While one of the most successful rock bands to rise from the indie scene in Brooklyn , Matt and his band The National sealed their artistic reputation in 2010 with the wildly acclaimed album, “High Violet”. They spent the next two years delivering sellout performances around the world.
Matt, trying to reconnect, gets his brother Tom a job with the band as a roadie, but Tom is incompetent and often forgets tasks and breaks a cardinal rule in the rock business; missing a bus call.
Tom gets fired but ultimately redeems himself as he stays on tour with his camera, making a great film about the band and family dynamics. One is a rock star, and the other is nine years younger and struggling to find his own identity in the shadow of his brother’s fame in the rock business.
The film feels like a reality show at times but transcends into a real look into the dynamics of these two brothers. One has found a successful career in the music industry and the other is floundering, living at home with his parents and turning 30 years old.
Matt, the front man, shows a lot of patience with his brother as Tom until he finally completes the film. There is a touching scene showing Matt encourage his brother to not shut down after a mishap at the first screening of the film when the projector breaks.
“Mistaken for Strangers” is never pretentious and surprisingly bold in the manner in which the director and his brother expose their inadequacies and strengths.
Matt said in the film that he invited his brother on tour because he left for college when his brother was nine years old, and hadn’t spent much more than holidays and family gatherings together since. “Now my brother was 30, and he was back living with our parents. I thought he was in a bit of a rut. I brought him on tour and he brought his camera along. I knew what he wanted to do is make movies.”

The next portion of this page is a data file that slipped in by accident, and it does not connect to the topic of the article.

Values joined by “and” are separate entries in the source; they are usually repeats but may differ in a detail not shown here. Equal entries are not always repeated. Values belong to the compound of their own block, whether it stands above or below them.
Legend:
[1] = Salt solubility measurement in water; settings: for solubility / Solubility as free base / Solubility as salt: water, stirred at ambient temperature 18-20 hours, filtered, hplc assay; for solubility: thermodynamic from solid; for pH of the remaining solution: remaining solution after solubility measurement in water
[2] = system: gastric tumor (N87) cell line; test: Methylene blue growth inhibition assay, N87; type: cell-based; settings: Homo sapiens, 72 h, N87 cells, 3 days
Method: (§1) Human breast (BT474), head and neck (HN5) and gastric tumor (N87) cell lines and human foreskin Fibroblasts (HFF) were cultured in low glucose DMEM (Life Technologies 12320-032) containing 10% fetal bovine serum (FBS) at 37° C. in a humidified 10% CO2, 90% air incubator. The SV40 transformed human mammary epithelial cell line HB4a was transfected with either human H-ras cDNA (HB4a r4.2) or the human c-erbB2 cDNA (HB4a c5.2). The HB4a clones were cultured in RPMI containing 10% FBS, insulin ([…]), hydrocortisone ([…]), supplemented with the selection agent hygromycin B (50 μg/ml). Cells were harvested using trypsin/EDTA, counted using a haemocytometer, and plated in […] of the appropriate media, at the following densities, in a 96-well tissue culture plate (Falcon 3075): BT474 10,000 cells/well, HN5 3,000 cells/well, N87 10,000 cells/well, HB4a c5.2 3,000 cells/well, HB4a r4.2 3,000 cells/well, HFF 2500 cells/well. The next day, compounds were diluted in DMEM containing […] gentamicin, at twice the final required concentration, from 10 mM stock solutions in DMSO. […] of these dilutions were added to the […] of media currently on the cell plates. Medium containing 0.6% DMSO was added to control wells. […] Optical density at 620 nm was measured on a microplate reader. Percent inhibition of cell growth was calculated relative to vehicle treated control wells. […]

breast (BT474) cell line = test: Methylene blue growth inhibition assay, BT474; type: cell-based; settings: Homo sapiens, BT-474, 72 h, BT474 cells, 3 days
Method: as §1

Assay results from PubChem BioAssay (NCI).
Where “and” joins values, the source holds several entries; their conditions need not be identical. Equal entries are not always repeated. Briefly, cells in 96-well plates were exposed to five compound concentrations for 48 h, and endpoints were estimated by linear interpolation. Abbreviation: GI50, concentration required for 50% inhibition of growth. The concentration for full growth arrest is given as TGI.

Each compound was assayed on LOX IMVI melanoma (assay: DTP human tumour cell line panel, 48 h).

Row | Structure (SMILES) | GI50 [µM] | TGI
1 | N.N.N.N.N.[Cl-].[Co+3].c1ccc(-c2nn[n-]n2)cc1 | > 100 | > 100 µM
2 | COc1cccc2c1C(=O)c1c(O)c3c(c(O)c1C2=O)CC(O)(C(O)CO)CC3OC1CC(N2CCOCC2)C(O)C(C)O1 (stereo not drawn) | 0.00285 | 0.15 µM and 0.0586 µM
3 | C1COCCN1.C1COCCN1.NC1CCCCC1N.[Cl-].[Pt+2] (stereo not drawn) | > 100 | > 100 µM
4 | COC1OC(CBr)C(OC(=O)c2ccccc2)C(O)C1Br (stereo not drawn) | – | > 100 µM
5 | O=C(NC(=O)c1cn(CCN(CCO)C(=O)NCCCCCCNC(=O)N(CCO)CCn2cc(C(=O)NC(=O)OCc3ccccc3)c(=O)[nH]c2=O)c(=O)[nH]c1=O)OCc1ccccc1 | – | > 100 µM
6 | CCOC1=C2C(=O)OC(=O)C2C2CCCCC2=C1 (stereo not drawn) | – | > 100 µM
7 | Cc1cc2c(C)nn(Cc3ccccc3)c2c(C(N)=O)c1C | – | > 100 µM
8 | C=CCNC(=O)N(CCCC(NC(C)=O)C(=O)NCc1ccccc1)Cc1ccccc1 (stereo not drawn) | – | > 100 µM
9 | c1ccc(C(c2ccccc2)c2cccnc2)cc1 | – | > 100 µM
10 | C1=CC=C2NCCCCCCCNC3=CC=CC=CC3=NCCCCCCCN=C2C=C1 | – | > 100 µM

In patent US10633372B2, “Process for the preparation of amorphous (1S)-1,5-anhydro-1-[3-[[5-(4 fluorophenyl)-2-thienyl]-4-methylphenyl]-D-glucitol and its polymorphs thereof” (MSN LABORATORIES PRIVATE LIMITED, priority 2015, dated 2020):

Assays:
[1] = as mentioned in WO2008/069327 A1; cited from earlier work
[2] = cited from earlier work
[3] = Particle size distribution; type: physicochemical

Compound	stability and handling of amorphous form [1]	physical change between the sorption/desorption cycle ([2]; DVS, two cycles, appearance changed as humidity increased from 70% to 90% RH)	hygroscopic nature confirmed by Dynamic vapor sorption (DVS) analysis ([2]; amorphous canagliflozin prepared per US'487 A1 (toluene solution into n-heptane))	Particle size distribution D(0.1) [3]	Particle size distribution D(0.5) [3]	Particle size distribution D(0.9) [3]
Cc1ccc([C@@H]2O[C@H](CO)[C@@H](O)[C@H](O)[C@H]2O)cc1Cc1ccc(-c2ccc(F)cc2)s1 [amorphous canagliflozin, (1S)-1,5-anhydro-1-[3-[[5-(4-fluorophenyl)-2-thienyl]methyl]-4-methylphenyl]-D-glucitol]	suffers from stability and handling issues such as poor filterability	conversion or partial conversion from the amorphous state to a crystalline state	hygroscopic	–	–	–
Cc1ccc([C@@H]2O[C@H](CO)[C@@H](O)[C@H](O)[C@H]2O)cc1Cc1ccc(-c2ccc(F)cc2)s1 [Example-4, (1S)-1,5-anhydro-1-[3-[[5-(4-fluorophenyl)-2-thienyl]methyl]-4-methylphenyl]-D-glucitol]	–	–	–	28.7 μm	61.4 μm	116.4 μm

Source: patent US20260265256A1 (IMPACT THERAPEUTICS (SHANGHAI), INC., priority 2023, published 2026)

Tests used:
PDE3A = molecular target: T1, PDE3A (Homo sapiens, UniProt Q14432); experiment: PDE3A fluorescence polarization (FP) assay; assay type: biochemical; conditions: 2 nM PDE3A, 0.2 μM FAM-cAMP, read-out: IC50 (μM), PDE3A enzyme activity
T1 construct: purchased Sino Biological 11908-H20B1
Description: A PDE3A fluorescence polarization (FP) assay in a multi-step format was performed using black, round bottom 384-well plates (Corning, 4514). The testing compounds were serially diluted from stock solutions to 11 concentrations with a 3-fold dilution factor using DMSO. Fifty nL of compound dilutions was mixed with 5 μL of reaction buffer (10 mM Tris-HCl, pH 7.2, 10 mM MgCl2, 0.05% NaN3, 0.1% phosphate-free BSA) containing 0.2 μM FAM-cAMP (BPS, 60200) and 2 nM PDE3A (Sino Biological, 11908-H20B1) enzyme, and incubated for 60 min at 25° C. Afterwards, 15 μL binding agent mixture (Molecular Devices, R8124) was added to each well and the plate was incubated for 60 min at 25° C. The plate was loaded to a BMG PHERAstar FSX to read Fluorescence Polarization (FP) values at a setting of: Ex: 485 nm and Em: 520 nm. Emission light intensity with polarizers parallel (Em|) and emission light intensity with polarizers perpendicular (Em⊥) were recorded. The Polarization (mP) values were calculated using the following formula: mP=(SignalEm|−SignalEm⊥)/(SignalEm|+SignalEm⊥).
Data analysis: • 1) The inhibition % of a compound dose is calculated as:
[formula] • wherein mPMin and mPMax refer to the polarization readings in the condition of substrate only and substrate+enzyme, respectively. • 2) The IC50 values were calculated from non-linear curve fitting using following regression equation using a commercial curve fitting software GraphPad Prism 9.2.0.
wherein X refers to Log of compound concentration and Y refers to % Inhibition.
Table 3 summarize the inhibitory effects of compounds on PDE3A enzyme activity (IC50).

Tom often interviews band member Bryan Devendorf, who provides an objective view of Matt and Tom’s relationship.
There is a funny scene where he surprises Devendorf with one of his cheaply made gore films.
In a twist at the beginning of the film, Tom seems to live the stereotypical rock star lifestyle, often drunk and out of control. His brother, the rock star; is surprisingly very serious, collected and a bit melancholy.
Matt is married and his wife describes his life as The National’s front as just a job.
While this frustrates Tom, he parties enough for the whole band. There are a few strange shots where he is drunk and alone with his camera, filming his struggles through his own inadequacies.
At one point Matt opens up about how painful it was to play mostly empty bars at the beginning of his career and the constant pressure of creating music.
Tom travels home to a vastly different suburban atmosphere in Cincinnati to interview his parents who are reluctant to talk about himself and his brother when they were children.
I can’t think of a band with this much success that publicly explores the dimensions of their relationship the way his brother does.
“Mistaken for Strangers” is fun to watch, and despite his brother’s fame, Tom finally begins formulate his own identity.